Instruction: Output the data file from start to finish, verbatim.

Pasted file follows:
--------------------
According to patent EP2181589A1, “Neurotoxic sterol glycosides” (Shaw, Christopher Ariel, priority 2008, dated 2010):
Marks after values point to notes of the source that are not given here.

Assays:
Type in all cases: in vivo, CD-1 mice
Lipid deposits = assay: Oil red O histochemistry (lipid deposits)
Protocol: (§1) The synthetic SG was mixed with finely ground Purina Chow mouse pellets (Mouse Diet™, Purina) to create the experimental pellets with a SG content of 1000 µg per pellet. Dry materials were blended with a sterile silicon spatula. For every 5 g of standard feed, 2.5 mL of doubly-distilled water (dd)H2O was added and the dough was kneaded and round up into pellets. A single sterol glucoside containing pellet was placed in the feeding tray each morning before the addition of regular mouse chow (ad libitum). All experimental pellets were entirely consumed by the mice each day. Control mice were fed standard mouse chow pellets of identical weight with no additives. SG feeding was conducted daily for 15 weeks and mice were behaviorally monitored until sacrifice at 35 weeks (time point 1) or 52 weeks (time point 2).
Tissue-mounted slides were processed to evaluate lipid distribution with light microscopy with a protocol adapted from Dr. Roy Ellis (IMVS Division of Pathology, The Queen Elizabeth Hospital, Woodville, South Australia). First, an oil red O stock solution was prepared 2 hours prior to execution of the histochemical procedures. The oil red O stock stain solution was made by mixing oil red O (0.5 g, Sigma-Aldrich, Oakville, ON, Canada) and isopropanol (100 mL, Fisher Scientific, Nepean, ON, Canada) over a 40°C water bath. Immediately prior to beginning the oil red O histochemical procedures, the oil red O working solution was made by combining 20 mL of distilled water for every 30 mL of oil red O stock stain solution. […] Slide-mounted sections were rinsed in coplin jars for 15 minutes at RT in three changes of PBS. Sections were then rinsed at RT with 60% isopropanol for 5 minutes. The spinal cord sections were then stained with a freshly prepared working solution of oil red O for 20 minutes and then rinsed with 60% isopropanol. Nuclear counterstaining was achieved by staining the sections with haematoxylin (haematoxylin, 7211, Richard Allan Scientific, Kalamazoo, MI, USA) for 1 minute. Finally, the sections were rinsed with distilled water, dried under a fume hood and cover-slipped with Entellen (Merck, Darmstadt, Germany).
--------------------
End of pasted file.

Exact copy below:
According to patent EP2181589A1, “Neurotoxic sterol glycosides” (Shaw, Christopher Ariel, priority 2008, dated 2010):
Marks after values point to notes of the source that are not given here.

Assays:
Type in all cases: in vivo, CD-1 mice
Lipid deposits = assay: Oil red O histochemistry (lipid deposits)
Protocol: (§1) The synthetic SG was mixed with finely ground Purina Chow mouse pellets (Mouse Diet™, Purina) to create the experimental pellets with a SG content of 1000 µg per pellet. Dry materials were blended with a sterile silicon spatula. For every 5 g of standard feed, 2.5 mL of doubly-distilled water (dd)H2O was added and the dough was kneaded and round up into pellets. A single sterol glucoside containing pellet was placed in the feeding tray each morning before the addition of regular mouse chow (ad libitum). All experimental pellets were entirely consumed by the mice each day. Control mice were fed standard mouse chow pellets of identical weight with no additives. SG feeding was conducted daily for 15 weeks and mice were behaviorally monitored until sacrifice at 35 weeks (time point 1) or 52 weeks (time point 2).
Tissue-mounted slides were processed to evaluate lipid distribution with light microscopy with a protocol adapted from Dr. Roy Ellis (IMVS Division of Pathology, The Queen Elizabeth Hospital, Woodville, South Australia). First, an oil red O stock solution was prepared 2 hours prior to execution of the histochemical procedures. The oil red O stock stain solution was made by mixing oil red O (0.5 g, Sigma-Aldrich, Oakville, ON, Canada) and isopropanol (100 mL, Fisher Scientific, Nepean, ON, Canada) over a 40°C water bath. Immediately prior to beginning the oil red O histochemical procedures, the oil red O working solution was made by combining 20 mL of distilled water for every 30 mL of oil red O stock stain solution. […] Slide-mounted sections were rinsed in coplin jars for 15 minutes at RT in three changes of PBS. Sections were then rinsed at RT with 60% isopropanol for 5 minutes. The spinal cord sections were then stained with a freshly prepared working solution of oil red O for 20 minutes and then rinsed with 60% isopropanol. Nuclear counterstaining was achieved by staining the sections with haematoxylin (haematoxylin, 7211, Richard Allan Scientific, Kalamazoo, MI, USA) for 1 minute. Finally, the sections were rinsed with distilled water, dried under a fume hood and cover-slipped with Entellen (Merck, Darmstadt, Germany).